This month’s article will be the first of a two-part series. After pondering the word “empathy” and to what extent this word is useful in our home, schools, community and personal lives, I have wondered if more people understood empathy and applied it to relationships with others, if there would be less anger, arguing, fighting, impatience, and unkindness, and more an actual understanding of and helping of others.
In recent years doing group work with people of various ages, I have noticed that few group members understood empathy and how it could be useful in their lifestyle. Many often think, “It’s like sympathy ,isn’t it?” Well, not exactly. Empathy means experiencing what someone else is feeling. It comes from the German word “einfuhlung,” or “feeling into.” It requires an emotional component of really feeling what the other person is feeling.
Effective empathy requires the skill of controlling your urge to respond and the skill of being present with the other person in the conversation. Most of us rarely think to acknowledge empathy as a way of consciously listening while the other person is talking. Instead, we usually respond to an upset person by giving advice, words of encouragement or words of comfort…just simple ways of trying to help. While these may be well-meant responses, they interfere with the other person’s talking.
These responses come from our thinking about how to help rather than thinking about what the speaker’s words mean to them. We must consider being “present” with the speaker rather than thinking of a way of helping while the person is talking. When listening to another person during a conversation, “we usually find it difficult to wait.” To develop the ability to listen, wait, and encourage the other to talk without interrupting is a critical skill (Bookbinder and Johnson).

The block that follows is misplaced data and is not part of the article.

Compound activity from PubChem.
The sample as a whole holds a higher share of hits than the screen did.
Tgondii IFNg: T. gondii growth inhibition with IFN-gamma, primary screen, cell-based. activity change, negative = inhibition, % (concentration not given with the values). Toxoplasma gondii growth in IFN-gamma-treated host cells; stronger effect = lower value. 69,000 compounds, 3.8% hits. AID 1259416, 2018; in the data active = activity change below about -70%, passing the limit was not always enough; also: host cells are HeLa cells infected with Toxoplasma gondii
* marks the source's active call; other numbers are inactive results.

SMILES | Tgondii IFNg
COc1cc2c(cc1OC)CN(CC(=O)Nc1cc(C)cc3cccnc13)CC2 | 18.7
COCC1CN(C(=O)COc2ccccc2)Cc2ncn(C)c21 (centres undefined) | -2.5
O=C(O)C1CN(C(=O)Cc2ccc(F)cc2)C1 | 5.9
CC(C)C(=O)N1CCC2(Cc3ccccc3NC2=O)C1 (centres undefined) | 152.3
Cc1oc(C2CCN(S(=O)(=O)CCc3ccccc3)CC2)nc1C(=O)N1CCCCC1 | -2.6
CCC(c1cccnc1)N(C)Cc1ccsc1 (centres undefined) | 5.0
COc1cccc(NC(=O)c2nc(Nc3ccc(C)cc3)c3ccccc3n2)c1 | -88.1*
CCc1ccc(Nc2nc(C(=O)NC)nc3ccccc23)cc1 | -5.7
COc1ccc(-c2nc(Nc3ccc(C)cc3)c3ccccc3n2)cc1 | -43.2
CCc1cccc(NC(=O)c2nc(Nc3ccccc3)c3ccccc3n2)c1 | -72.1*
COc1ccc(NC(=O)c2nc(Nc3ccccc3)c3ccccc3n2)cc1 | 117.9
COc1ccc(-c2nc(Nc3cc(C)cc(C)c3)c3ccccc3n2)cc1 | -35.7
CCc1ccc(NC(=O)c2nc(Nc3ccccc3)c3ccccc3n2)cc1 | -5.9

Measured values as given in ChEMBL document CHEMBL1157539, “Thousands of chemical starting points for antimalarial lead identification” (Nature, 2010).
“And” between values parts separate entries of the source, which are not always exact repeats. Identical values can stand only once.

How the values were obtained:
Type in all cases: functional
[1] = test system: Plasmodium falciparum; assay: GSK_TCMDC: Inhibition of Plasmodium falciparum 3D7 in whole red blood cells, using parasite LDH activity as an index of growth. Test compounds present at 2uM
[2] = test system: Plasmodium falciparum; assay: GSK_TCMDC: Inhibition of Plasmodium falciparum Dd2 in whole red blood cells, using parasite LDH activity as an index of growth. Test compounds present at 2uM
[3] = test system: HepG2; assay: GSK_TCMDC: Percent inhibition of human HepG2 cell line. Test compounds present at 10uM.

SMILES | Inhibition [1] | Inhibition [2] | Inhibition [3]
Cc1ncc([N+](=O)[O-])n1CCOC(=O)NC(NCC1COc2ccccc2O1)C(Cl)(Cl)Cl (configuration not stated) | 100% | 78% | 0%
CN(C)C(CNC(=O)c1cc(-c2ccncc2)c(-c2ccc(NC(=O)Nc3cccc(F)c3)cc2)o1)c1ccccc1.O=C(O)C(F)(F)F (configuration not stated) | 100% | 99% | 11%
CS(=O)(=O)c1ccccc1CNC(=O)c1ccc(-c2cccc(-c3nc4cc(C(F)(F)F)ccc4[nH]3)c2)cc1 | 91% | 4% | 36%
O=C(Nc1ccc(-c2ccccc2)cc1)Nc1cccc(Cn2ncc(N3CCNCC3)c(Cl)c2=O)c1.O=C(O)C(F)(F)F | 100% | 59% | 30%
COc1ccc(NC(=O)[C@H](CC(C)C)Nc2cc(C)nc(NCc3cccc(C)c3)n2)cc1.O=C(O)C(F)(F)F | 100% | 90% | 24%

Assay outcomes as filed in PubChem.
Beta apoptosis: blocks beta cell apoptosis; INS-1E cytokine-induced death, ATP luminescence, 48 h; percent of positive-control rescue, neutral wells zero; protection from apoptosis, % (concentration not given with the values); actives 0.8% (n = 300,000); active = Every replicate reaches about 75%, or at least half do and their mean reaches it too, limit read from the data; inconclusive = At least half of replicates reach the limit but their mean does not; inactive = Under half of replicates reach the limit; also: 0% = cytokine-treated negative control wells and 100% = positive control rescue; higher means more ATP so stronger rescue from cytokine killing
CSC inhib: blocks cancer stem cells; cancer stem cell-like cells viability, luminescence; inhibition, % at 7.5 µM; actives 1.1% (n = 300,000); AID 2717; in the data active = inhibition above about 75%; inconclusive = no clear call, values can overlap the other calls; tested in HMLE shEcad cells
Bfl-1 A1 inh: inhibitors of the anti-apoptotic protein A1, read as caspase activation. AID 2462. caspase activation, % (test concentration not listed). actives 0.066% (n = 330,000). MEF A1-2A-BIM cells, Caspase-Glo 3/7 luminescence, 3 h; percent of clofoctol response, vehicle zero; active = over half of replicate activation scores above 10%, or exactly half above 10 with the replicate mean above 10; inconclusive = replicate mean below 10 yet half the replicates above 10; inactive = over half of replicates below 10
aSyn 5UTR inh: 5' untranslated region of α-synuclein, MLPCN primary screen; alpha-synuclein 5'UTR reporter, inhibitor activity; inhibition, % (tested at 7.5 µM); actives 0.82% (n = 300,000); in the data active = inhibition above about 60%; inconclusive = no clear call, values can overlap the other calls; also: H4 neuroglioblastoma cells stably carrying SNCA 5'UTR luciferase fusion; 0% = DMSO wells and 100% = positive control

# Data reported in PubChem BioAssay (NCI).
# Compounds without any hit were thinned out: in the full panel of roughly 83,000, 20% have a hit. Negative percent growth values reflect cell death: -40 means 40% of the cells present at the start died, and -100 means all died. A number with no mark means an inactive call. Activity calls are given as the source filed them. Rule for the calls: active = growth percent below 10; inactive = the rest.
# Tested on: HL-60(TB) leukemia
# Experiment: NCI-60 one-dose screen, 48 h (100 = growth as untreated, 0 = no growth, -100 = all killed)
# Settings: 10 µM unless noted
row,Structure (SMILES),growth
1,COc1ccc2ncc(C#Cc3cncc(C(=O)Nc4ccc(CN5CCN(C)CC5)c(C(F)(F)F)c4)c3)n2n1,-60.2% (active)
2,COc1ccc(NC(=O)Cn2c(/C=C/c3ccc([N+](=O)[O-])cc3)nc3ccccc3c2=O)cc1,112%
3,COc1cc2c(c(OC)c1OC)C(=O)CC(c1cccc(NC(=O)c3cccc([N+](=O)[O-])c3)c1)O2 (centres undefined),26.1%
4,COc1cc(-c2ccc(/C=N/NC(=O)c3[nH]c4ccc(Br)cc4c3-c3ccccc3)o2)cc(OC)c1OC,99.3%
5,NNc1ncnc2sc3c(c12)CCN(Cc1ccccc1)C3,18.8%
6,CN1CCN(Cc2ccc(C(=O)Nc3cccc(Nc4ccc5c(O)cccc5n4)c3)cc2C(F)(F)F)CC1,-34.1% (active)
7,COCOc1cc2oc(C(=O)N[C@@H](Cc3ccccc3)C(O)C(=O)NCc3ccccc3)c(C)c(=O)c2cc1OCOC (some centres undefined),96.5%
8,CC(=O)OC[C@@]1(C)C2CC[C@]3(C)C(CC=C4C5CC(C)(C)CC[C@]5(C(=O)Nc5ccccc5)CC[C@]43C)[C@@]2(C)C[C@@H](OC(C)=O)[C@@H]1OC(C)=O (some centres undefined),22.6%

For example, during AA or NA meetings, men and/or women talk more freely about their drinking or drug problem than they would with most people. I believe that a major reason support groups are popular is that members “feel less alone with their problem because of the opportunities to talk about it with people who listen with empathy. You honor the person talking when you spend the time to listen and put forth the energy to pay attention.”
Research on conversations has found that the person not talking usually starts talking about nine-tenths of a second after the other person stops. Being more aware of opportunities to switch from talking to listening expands your consciousness and choice (Bookbinder, PhD).
To communicate empathy takes time and practice. When are useful times to use this skill? One instance is when you sense the topic is important to the other person and the other person is experiencing emotion. With increased use of empathy, listening skills and patience, you can expect a positive and powerful impact on your relationships. Current relationships most likely will be reinforced and improved. This is easy to understand and often hard to do.
An exercise that can be useful is to find a partner and set a timer for a minute or two. Have your partner talk about any subject while you listen without interrupting. When the timer beeps, they stop talking and you summarize their words and feelings expressed. When finished, discuss the experience. What was it like for you? What was it like for your partner? Reverse roles and repeat.
You may be surprised to find yourself struggling to wait for the beep before you talk.
I have many times over the years as I have been involved in individual therapy, group work and class instruction felt that empathy should be taught not only at home, but in our school system, beginning in elementary school and completing in high school. I believe that ongoing practice, role playing and demonstration of supporting each other would be invaluable. Many, many clients over the years have also expressed that “empathy” should be taught in schools. Just possibly, it could make a difference in how a person thinks, acts and behaves.
My favorite quote on empathy is from my mother, who stated time after time so eloquently, “A philosophy for living your life: people may not remember what you did or what you said, but they will always remember how you made them feel.”